Analysis of an individual’s genome through whole-genome sequencing (WGS), can reveal areas of DNA that vary from the ‘normal’. WGS utilizes DNA markers, such as single-nucleotide polymorphisms (SNPs), to determine an individual’s health, predispositions to disease, and clinical diagnoses.
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Many human diseases have some genetic influence; an individual's genetic code can affect the disease phenotype and pathogenesis, whether directly or indirectly. With the human genome project complete, areas of variation associated with disease can be more easily identified through WGS. Mapping these variations and their associated phenotypes allows for individualized diagnosis and treatment.
How to sequence the entire genome
There are multiple technologies available to analyze the genome, all of which require the DNA in small 300 - 600bp fragments, depending on the sequencing platform being used. In contrast to their chain-terminating predecessor, next-generation sequencing (NGS) methods utilize a DNA library to allow rapid parallel sequencing. The library of DNA fragments is immobilized and amplified, then sequenced.
Oligonucleotide primers immobilized on a solid support can be developed with complementary base pairing to adaptors. These adaptors are ligated to the end of DNA fragments, to attach the fragments to the support. Metallic beads can be used as solid supports, with a coating of streptavidin to attach the biotin adaptors, ligated to the end of the DNA fragments. DNA that has attached to the solid support is replicated.
The clusters of identical DNA fragments are broken into single strands to be sequenced. A popular method uses Illumina sequencing technology. By giving each base a unique fluorescent label, it is possible to determine the order the bases are incorporated into the new DNA strand. The Illumina technology is able to produce a report of the whole genome from a human sample in less than 30 hours; identifying variations associated with disease and genes of interest by a TruSight Software Suite.
WGS is a well-utilized tool in oncology. In combination with the sequencing of RNA in cancer cells, WGS can provide detailed information about the molecular basis of an individual’s cancer; aiding in identifying cancer-causing genes and potential therapeutic targets. The Cancer Genome Atlas (TCGA) has helped to define cancer genomics and precision cancer medicine. Publishing a wealth of genomic data online, the TCGA program has a repository of ~24,000 genes and ~3,600,000 mutations to aid in diagnosis and treatment planning.
WGS also plays a vital role in the diagnosis of rare diseases. WGS can allow for rare diagnoses, with known genetic components, to be identified relatively quickly. In Sweden, they are implementing genome sequencing as a clinical routine for suspected rare genetic diseases; with a total of 3,532 genomes sequenced, according to a September 2020 survey. For children hospitalized with severe illnesses in America, WGS is available to discover a genetic diagnosis.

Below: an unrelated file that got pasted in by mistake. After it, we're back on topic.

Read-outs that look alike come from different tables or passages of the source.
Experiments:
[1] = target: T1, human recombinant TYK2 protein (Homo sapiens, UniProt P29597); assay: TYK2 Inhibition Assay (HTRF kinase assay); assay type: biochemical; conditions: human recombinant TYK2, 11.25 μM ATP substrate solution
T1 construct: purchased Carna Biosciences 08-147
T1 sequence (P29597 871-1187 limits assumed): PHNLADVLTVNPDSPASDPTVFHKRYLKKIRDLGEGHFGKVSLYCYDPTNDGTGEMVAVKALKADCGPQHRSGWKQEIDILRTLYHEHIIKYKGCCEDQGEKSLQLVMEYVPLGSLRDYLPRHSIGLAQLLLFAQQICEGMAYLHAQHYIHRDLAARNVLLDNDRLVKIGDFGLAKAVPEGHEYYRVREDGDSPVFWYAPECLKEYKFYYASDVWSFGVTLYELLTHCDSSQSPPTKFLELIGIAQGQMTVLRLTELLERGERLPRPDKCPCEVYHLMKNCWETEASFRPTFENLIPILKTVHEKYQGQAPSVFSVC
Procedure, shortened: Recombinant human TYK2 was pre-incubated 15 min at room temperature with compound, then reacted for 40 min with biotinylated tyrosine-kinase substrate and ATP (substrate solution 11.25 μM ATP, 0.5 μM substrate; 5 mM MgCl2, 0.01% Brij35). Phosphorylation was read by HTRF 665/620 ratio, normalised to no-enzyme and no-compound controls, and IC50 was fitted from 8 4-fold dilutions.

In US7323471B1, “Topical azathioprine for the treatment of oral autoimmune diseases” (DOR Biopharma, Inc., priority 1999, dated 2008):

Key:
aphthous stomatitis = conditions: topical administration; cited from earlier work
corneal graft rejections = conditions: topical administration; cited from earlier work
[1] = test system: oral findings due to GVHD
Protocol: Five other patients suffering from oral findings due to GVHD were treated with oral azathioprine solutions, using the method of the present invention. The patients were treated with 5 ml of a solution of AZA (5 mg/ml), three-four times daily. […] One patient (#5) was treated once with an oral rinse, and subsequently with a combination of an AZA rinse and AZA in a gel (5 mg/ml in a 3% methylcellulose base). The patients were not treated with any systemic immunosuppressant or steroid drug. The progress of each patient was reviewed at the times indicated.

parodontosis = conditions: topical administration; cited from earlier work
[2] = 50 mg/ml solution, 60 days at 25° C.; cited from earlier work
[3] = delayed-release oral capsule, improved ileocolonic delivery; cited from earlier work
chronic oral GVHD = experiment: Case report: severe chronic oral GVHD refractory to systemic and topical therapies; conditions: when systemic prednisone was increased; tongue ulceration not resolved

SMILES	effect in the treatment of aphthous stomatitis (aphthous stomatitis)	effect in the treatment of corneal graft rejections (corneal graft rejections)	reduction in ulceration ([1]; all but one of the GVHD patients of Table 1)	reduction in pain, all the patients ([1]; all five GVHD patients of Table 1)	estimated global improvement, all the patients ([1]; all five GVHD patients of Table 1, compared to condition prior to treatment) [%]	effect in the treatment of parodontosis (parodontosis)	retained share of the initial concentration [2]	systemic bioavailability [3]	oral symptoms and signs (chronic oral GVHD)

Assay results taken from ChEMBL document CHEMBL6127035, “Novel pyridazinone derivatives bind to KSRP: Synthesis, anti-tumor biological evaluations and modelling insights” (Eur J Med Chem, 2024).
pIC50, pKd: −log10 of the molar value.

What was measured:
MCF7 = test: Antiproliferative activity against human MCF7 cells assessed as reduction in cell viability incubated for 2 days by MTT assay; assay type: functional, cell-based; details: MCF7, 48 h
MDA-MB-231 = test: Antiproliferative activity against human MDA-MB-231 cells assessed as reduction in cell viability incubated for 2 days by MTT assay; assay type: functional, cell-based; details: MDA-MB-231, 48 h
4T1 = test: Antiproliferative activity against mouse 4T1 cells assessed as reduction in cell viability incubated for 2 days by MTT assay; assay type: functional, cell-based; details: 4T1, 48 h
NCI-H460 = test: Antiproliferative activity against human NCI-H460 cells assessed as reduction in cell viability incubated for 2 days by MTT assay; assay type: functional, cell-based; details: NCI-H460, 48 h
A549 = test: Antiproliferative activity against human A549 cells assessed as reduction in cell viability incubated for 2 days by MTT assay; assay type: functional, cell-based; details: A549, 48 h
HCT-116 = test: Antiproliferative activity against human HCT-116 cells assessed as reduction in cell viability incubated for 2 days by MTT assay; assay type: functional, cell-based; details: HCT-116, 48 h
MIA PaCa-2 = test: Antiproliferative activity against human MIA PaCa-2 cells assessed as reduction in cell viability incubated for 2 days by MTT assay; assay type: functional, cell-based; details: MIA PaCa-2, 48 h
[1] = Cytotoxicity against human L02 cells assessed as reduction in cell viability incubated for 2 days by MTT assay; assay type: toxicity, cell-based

WGS in ‘healthy’ individuals
WGS in those without a clinical diagnosis could help identify areas of DNA associated with disease phenotypes and predispositions to disease. In turn, WGS can help to inform an individual’s health decisions, as well as their personalized prescriptions. Sequencing panels translate genetic code into information that can be applied to healthcare plans, identifying areas of DNA associated with a phenotype of interest. With the entire human genome sequenced, and elective genetic sequencing becoming more accessible, identifying variations in the genome to make informed lifestyle choices is becoming more available.
With every aspect of human health influenced by the genetic code, genetic variations give rise to unique health requirements. Photosensitivity syndromes are an extreme example of this. Due to defects in the pathway responsible for repairing DNA lesions caused by UV light, photosensitive individuals live with an extremely high risk of cancer; accommodating this genetic predisposition by avoiding light exposure.
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Determining the health of a fetus with WGS
As we understand more about the genes responsible for various diseases, it is possible to make informed decisions in embryo selection during |IVF. With preconception genetic screening, embryos can be checked for selection of those that have not inherited a condition; or, it can help identify embryos with an enhanced chance of successful pregnancy. Non-invasive prenatal tests are also available to help parents better prepare for caring for a child with a genetic condition.
Much of the medical potential of WGS is limited by ethical and social concerns. The storage and use of an individual’s genomic data, as well as the potential to share and profit from their data, pose challenges to implementing WGS. In September 2020, the UK government announced plans to create a genomic health care system over the next 10 years. By establishing a shared standard for storage and access across all National Health Service (NHS) sites, a single data repository with patient privacy and confidentiality could be developed.
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